The central characters of The Young Lions, it has been charged, are not real characters but the embodiments of ideas. Critics and reviewers tend to find too little individualization and too much symbolism in the personalities and the actions of Christian, Michael, and Noah. Shaw’s characters, it appears, are propaganda figures rather than rounded characters.
Christian, for example, seems a stereotypical Nazi soldier. There is nothing German about him except his army uniform; whatever might be the influences of geography, culture, and history upon German character are ignored. Instead, readers follow Christian’s moral deterioration as he lives out the consequences of Nazi philosophy. Having heard that Germans are a master race who can rightly rule by force over inferior races, Christian loses all moral scruples as the novel progresses. His actions become increasingly savage: In the struggle to survive, nothing human can be allowed to have value. From callous attacks on enemy soldiers, Christian proceeds to abandoning his own men ruthlessly, to murdering innocent civilians, to betraying a wartime friend to fanatic SS troops. Christian follows out the ultimate logic of his worldview: If Nazism allows the strong to use the weak as they see fit, then the strong may sacrifice even Nazis to stay alive. In his most inhuman act, Christian disguises himself as an inmate during a concentration camp riot and stabs a German officer to death in a successful ploy to hide his identity.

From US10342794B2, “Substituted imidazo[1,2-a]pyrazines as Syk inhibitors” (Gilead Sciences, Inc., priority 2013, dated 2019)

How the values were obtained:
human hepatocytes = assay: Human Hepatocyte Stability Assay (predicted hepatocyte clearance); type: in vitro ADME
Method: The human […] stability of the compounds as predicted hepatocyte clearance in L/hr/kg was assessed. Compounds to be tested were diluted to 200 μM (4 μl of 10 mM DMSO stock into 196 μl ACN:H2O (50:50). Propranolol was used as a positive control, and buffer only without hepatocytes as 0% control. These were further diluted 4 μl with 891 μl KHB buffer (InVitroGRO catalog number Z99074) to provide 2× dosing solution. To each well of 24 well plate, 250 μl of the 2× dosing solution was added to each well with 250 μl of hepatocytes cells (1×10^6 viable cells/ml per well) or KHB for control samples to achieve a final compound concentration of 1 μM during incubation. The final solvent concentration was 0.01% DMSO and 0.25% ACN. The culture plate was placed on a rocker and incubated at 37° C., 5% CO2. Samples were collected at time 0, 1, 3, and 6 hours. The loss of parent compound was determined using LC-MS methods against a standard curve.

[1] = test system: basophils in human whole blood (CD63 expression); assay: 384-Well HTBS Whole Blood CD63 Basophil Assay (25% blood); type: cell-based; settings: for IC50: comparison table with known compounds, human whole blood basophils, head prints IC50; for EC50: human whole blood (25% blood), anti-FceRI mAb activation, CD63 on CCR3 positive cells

Michael Whitacre likewise appears to embody a social class rather than to exist as an individual. Michael is the typical prewar liberal whose heart is in the right place—he despises the Fascism sweeping Europe—and who speaks enthusiastically of democracy. When Michael comes face to face, however, with fellow Americans who are uneducated, prejudiced, and unthinking, he recants his patriotic gesture of enlisting and seeks to protect himself in a more privileged detachment. Yet even as he flees active service, he experiences the archetypal guilt of the liberal for acting in a way that he knows is weak. It is not surprising that Michael comes to the conclusion that “five years after the war is over, we’re all liable to look back with regret at every bullet that missed us.”
Noah, who emerges as the novel’s most admirable character, seems weakened by being constructed as such an obvious underdog. He is Jewish, an obvious sociological counterpoint to the Christian Germans who begin to carry out genocide and to the German Christian who shoots him. Noah suffers the most physically of any protagonist, but his spirit grows more courageous and undaunted the more he...
(The entire section is 1096 words.)